As I already mentioned, I have been developing an ACIS translator for CAD Exchanger designing its architecture for multi-core from the very beginning. Today I performed a series of performance tests of its Alpha version executing multiple-files (from 150Kb to 55Mb) on different hardware (2/4/8 cores). The same set of tests have been executed against another ACIS translator and I am proud to state that mine has fully outperformed it ! The lowest gain was about 15% on a smaller file and the highest gain was 10x on the biggest one (it took CAD Exchanger ACIS translator only 23 seconds while the competitor needed 230seconds to translate a model of 55Mb). Obviously the latter gain will be most noticeable for the user.
I made some video running a live test of one model to demonstrate parallelism on an Intel Core i7 workstation. Sorry for sound artifacts – I was simply using my laptop for video recording, so you may notice hard disk crunching :-(.
There are several phases in the ACIS translator – parsing a file, creating a transient file model in memory, converting it into Open CASCADE shape, and eventually shape analysis and correction. Conversion and correction which take the largest share of time are fully concurrent and scale very well in most cases. Parsing a file is obviously a single-threaded task. And a phase of creating a transient model, even though architecture allows to make it fully parallel I had to execute sequentially being a hostage of Microsoft STL bug mentioned in an earlier post. With growing number of cores this phase becomes considerable comparing to others thus making the whole translation worse scalable. Hope that Microsoft will fix it earlier than I decide to implement own string parsing ;-).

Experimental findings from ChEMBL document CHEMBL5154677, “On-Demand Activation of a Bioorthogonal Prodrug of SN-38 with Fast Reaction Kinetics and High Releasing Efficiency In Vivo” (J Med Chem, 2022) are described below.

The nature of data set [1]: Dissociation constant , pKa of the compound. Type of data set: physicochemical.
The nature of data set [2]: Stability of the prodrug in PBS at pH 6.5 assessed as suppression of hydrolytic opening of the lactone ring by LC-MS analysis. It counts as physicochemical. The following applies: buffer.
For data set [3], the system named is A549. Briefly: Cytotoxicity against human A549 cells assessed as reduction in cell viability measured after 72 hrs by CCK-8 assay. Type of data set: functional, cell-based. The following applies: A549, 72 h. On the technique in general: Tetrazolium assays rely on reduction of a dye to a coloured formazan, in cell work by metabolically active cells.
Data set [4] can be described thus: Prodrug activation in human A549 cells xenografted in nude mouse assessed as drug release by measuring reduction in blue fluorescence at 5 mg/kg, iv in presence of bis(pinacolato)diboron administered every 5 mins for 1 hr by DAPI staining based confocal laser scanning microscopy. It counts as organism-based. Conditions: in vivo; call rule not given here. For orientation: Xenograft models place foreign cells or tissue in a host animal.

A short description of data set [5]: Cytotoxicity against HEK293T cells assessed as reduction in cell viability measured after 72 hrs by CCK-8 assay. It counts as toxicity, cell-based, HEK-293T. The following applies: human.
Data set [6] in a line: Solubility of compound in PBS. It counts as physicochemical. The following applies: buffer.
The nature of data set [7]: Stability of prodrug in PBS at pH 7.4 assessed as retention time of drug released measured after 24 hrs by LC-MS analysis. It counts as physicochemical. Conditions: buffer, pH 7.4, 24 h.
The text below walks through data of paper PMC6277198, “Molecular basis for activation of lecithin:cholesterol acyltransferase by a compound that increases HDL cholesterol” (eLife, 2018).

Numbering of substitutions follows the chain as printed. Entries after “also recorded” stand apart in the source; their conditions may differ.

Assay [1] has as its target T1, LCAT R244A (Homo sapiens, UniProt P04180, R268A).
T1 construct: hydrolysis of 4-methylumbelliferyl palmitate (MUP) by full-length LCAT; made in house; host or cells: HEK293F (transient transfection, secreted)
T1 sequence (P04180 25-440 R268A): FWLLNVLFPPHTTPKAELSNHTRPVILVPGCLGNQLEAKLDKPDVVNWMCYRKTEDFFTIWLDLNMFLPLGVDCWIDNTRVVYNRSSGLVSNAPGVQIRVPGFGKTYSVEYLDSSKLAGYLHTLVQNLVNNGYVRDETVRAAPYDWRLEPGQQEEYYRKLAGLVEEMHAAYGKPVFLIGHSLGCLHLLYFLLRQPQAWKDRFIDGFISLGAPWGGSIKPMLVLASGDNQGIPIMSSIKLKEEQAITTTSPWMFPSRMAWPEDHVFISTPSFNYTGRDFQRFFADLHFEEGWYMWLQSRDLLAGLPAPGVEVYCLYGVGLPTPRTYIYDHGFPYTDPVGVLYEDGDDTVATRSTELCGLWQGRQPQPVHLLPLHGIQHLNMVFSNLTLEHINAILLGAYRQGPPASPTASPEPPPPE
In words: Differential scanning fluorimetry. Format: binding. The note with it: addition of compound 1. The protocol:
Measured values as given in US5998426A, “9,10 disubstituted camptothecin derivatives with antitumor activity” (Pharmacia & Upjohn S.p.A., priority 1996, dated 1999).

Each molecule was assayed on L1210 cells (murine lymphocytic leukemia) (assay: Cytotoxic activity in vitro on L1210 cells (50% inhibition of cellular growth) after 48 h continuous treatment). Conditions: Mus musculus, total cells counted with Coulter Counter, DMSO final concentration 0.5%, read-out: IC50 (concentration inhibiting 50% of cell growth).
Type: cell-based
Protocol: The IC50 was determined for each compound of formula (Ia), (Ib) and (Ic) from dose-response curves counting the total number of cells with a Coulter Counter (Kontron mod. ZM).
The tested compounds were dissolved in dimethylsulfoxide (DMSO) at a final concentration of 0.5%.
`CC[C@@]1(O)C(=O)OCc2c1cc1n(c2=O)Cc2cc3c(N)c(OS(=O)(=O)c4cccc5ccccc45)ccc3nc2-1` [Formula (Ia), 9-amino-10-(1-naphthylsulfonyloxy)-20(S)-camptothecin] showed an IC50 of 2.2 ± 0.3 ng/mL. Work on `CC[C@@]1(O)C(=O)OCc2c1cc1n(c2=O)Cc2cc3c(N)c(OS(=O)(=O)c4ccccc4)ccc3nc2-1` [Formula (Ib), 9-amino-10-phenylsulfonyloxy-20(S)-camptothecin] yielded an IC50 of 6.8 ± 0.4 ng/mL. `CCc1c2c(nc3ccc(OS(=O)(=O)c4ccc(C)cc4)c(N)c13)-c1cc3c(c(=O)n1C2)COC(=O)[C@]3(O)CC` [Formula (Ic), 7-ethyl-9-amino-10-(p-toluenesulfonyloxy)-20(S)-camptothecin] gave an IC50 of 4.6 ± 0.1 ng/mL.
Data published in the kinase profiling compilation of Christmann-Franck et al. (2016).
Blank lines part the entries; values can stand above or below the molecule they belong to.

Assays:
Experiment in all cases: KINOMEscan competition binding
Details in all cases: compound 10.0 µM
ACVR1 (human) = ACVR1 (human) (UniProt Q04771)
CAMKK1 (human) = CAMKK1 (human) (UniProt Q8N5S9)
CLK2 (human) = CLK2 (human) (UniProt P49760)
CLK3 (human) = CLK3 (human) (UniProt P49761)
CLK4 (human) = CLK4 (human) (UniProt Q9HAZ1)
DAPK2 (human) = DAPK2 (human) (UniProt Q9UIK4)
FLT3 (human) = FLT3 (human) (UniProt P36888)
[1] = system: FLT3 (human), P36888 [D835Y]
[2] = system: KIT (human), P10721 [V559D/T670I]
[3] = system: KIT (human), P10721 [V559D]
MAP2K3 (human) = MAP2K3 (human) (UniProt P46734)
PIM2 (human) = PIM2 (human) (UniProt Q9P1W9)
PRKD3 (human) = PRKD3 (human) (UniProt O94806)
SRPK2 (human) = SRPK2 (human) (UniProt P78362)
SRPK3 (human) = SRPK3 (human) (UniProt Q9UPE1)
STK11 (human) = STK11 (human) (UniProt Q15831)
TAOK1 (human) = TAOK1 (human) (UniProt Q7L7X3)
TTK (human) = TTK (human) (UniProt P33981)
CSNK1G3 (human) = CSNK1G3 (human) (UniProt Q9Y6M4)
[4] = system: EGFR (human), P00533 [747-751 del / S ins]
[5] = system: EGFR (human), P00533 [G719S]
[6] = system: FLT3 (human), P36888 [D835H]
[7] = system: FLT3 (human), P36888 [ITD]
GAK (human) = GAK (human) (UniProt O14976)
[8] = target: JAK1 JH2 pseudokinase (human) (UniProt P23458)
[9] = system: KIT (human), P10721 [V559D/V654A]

The code takes advantage of Intel Threading Building Blocks which I loved for its ease of use, excellent scalability and very low overhead (I did not notice much difference running TBB with only one thread vs simple sequential execution). There are also a couple of know-how architectural algorithms that made this concurrency possible, which I am quite proud of;-).
Development of the ACIS translator will continue and should make it into the CAD Exchanger GUI eventually. It will also be offered as a C++ software library that you could use in your Open CASCADE-based application to read ACIS-SAT files. By the way, I was impressed to find hundreds of ACIS files all over the internet which really underlines its popularity.
If you would like to evaluate it please let me know.